Wednesday, 18 July 2018
East Midlands businesses unprepared for Brexit
Research by Grant Thornton in the East Midlands has found that almost a third of the region’s medium-sized businesses continue to be concerned about the outcome and impact of Brexit.
Not only are local firms worried about Brexit, mid-sized businesses throughout the European Union also admit to being unprepared for it, according to new research by the firm.
Grant Thornton’s International Business Report (IBR) found that 22% of UK businesses have done no planning whatsoever for Brexit, and a further 42% believe they don’t need a plan.
“Grant Thornton’s new International Business Report (IBR) finds that the majority of mid-sized businesses in the European Union, including the UK, have done no planning, or believe they don’t need any plans, ahead of the March 2019 deadline for Britain’s departure from the European Union,” said Chris Frostwick, practice leader at the firm’s East Midlands regional office.
“Of the 28% which have started planning, the majority remain in early stage development, with 18% having assessed and identified the risks and opportunities of Brexit. Only 9% are currently implementing their contingency plans, and a further 1% have developed a contingency plan which they have yet to implement.”
While Grant Thornton’s East Midlands’ survey uncovered uncertainty over Brexit here in the region, it also reveals a generally positive attitude among regional firms, including plans for future growth.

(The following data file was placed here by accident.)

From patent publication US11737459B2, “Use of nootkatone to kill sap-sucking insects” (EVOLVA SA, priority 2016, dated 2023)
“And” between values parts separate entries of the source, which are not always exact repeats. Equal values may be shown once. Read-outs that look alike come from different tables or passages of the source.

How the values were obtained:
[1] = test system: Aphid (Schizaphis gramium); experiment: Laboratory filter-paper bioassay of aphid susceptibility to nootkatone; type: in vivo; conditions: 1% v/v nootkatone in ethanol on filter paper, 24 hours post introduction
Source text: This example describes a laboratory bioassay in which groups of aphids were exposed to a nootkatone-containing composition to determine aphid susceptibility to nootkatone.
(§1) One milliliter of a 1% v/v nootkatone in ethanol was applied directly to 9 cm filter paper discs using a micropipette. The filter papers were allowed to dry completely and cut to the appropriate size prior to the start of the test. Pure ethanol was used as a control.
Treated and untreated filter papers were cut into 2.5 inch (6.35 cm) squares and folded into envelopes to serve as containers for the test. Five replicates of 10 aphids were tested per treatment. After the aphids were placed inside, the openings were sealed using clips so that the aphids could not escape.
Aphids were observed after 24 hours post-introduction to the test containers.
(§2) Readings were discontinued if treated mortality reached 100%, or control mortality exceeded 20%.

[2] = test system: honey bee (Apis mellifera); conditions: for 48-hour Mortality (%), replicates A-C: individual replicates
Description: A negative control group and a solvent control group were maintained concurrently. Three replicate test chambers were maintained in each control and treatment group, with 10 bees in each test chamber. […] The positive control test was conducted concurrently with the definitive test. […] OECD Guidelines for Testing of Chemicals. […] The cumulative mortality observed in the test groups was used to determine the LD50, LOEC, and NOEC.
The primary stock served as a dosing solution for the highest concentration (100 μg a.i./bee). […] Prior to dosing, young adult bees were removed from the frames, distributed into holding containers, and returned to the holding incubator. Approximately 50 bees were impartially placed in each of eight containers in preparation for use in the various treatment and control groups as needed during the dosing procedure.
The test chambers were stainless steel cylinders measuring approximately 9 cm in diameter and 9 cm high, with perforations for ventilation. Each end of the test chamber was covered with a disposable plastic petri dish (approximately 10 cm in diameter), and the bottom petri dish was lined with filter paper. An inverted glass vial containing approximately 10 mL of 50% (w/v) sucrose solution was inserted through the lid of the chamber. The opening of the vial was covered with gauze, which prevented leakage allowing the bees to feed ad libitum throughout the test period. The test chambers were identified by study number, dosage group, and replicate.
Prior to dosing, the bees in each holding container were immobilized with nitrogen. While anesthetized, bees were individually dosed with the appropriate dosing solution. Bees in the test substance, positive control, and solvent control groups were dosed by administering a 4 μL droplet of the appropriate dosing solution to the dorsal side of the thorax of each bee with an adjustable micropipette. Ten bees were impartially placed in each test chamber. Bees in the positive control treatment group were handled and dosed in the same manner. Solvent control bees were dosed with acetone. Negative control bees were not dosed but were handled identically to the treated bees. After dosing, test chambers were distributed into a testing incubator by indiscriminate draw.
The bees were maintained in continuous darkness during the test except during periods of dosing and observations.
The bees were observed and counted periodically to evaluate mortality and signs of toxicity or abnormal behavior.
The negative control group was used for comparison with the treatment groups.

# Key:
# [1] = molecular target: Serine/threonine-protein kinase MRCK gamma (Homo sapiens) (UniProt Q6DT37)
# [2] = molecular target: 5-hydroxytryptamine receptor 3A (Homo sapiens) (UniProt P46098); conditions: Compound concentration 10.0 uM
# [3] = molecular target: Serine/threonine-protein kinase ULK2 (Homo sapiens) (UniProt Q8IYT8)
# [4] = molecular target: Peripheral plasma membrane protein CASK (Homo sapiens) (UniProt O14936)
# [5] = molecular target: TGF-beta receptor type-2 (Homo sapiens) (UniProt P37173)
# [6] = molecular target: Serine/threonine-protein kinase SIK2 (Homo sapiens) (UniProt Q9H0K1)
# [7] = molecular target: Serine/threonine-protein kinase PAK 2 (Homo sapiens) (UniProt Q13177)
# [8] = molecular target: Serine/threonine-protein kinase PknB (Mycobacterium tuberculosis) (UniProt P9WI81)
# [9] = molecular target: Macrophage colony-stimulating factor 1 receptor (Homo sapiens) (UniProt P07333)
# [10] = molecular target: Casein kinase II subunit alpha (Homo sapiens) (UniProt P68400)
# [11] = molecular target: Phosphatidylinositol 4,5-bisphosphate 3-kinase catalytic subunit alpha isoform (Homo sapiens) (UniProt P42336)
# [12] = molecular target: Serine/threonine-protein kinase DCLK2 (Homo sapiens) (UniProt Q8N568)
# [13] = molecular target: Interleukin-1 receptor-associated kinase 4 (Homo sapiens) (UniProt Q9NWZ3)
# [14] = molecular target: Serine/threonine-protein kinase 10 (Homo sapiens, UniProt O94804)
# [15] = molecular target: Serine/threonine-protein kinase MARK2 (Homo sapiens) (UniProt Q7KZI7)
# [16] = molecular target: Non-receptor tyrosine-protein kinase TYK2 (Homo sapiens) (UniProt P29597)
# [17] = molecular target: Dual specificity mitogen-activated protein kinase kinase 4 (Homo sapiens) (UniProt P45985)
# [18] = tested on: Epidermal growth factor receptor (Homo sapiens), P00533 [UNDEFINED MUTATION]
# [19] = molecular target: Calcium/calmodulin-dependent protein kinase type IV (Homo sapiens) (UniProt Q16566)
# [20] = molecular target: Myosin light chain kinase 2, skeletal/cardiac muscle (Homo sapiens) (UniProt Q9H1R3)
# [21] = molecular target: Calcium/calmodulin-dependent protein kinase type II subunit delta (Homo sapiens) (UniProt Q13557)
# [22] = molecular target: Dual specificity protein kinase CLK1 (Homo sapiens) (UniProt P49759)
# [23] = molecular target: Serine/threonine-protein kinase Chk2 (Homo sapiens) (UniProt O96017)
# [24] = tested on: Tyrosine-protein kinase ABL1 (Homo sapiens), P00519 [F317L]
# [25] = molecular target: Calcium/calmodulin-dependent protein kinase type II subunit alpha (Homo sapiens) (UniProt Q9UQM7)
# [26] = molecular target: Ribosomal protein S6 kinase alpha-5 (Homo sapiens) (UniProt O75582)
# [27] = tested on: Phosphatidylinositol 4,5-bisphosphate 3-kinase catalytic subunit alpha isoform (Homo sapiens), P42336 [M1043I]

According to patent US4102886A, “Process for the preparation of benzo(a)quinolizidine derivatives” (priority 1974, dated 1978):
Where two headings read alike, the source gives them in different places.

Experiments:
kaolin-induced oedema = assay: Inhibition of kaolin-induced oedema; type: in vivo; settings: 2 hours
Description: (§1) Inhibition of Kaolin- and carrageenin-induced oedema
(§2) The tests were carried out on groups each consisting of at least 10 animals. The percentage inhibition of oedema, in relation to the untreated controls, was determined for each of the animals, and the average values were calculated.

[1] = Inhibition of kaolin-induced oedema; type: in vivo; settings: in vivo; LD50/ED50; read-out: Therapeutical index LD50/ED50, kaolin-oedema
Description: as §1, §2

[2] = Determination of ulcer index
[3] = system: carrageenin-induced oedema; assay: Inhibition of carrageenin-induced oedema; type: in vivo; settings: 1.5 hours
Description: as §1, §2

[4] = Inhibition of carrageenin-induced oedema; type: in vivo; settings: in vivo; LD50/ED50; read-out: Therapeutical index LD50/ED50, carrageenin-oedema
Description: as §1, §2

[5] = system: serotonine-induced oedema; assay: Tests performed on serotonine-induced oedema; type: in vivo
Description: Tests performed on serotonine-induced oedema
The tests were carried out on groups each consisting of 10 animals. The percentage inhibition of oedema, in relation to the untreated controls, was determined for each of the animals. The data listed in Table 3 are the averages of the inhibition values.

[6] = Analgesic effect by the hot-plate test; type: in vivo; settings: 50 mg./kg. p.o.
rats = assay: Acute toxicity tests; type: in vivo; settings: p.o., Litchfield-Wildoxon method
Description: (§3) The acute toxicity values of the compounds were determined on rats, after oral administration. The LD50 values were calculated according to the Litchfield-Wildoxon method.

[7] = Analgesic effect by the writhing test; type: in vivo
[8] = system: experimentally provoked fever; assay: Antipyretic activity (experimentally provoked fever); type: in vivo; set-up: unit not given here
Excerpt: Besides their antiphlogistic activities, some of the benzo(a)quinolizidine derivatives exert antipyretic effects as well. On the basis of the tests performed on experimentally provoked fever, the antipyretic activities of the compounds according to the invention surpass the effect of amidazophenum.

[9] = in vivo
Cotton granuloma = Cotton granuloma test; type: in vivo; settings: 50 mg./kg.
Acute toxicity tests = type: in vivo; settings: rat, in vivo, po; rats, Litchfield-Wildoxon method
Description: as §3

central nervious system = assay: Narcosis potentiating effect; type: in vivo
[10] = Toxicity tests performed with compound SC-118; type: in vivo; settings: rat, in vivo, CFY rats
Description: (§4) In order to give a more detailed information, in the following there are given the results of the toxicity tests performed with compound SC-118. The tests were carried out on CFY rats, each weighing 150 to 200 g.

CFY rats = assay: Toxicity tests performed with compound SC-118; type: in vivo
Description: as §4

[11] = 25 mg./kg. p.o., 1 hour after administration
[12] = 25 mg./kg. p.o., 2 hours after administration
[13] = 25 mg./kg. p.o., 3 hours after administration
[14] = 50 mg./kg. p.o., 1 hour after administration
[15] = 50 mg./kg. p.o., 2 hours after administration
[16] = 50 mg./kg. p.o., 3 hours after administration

“Uncertainty over Brexit continues here in the East Midlands, but despite this, our survey found that businesses are looking to invest in their expansion, and even looking beyond domestic markets, with plans to increase export activity,” said Chris.
“Our region’s businesses are certainly getting on and making positive decisions, and in the main, looking forward with optimism. The East Midlands continues to perform strongly for business growth, particularly when compared to the rest of the UK, with many saying they are focused on sustaining growth, with plans to create jobs, hire people and invest in technology to drive and deliver this.
“All of this bodes well for the overall future growth and prosperity of the region.”
According to the survey, mid-sized businesses within the European Union remain even more unready for Britain’s iminent departure, with 27% having done no planning and 62% believing their business does not need a plan. Of the EU businesses that are preparing for Brexit, only 4% have conducted risk assessments and 1% developed contingency plans, with a similar figure having implemented their contingency plans.
The research also finds that the majority of businesses that have conducted some degree of planning are mostly factoring in an ultimate ‘no deal’ scenario, where the UK and EU fail to reach an agreement and the UK defaults to trading on WTO terms.
More than half of UK businesses (56%) and 48% of EU businesses have included a ‘no deal’ scenario in their plans. Ireland again stands out in this regard, with two-thirds (67%) of its businesses that have started planning having considered a ‘no deal’ reality.
“Irrespective of how the negotiation process develops over coming months, the EU economies will remain important trading partners for many regional firms for the foreseeable future,” added Chris.
“It therefore remains important that businesses take a long, hard look at their operations and identify where they’re potentially exposed come March 2019. As with any transformative shift to the economy, Brexit offers both opportunities and risks to business. Taking a more pragmatic approach to planning for Brexit could help identify areas of low risk exposure, helping narrow uncertainty and allow businesses to focus on what really matters.”Back